The Smart Guy: Green or Black; or any member who relies more on brains and analytical skills. This is the second most common role for Yellow Rangers .
The Big Guy: Yellow Rangers; or any member who favors brute force and direct offense. Blue Rangers are the second most likely to play this role.
Sixth Ranger: Gold or Silver Rangers, or any ranger whose uniform includes a metallic color or armor. White Rangers and Bangai (extra) heroes are the second most likely to play this role. It should be noted that being a Sixth Ranger is not a numeric designation but rather marks them as a supplementary member.(IE-Abare Killer, the Sixth Ranger of Abaranger, was actually the fifth member of his team.) Among Sentai Teams; Sixth Rangers tend to serve as secondary Lancers (Dragon Ranger of Zyuranger) Big Guys (Kiba Ranger of Dairangers) or Smart Guys (Gokai Silver of Gokaiger).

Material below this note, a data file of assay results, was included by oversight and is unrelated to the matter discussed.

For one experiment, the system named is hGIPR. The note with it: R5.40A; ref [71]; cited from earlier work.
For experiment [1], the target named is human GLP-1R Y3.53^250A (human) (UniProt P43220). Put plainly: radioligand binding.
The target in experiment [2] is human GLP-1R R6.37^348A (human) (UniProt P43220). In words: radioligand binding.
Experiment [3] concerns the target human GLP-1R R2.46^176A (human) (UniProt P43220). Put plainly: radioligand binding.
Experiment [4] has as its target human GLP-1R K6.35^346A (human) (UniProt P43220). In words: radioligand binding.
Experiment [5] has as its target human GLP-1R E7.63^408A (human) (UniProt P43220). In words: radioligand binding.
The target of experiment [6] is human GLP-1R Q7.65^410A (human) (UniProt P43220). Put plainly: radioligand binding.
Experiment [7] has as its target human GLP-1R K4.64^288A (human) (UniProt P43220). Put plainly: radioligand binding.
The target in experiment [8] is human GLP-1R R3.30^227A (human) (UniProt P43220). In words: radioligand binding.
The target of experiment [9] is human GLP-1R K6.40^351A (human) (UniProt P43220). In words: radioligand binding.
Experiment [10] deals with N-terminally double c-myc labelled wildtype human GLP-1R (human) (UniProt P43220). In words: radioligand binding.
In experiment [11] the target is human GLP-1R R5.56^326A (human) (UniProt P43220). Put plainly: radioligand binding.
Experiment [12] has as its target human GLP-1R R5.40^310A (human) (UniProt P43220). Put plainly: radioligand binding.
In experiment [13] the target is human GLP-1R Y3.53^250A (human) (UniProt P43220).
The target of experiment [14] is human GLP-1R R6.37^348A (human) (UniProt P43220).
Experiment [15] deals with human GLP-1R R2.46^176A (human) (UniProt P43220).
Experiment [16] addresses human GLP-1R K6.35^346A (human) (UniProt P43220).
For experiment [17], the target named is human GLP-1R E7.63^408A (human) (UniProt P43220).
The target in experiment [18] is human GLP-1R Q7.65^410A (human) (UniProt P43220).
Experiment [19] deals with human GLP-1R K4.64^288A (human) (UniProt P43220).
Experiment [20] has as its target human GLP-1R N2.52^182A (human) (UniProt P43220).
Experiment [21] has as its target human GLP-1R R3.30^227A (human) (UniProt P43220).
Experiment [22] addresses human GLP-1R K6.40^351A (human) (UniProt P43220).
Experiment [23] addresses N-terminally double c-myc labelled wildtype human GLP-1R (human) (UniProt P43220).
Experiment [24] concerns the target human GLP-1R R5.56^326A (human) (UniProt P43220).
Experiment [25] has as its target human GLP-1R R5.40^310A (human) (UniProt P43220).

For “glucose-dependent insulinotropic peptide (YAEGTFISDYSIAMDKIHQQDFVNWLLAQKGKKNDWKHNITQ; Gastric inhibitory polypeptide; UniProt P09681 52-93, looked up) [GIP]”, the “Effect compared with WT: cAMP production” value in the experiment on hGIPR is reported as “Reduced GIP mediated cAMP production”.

Kid-Appeal Character: In a series where The Smart Guy isn't really the smartest of the group, this is where the Kid-Appeal Character comes in. The main feature of a Sentai Kid-Appeal Character is that he's relatable by children, either he's really good with kids or most importantly, he's the youngest of the team or between the men, making him more relatable to kids, but way too competent to be considered a Tagalong Kid. This may overlap with The Smart Guy, but not always. Very much justified since the intended audience of Super Sentai are mostly kids, so they're going to need someone relatable. Some characters of this type overlap with other main roles than The Smart Guy.
Fleeting Demographic Rule: There are some original themes here and there, but sometimes the creative team rehashes past themes. So far, there have been a few Sentai themes that have been used more than once, like cars (Turboranger, Carranger and Go-Onger) and dinosaurs (Zyuranger, Abaranger and Kyoryuger).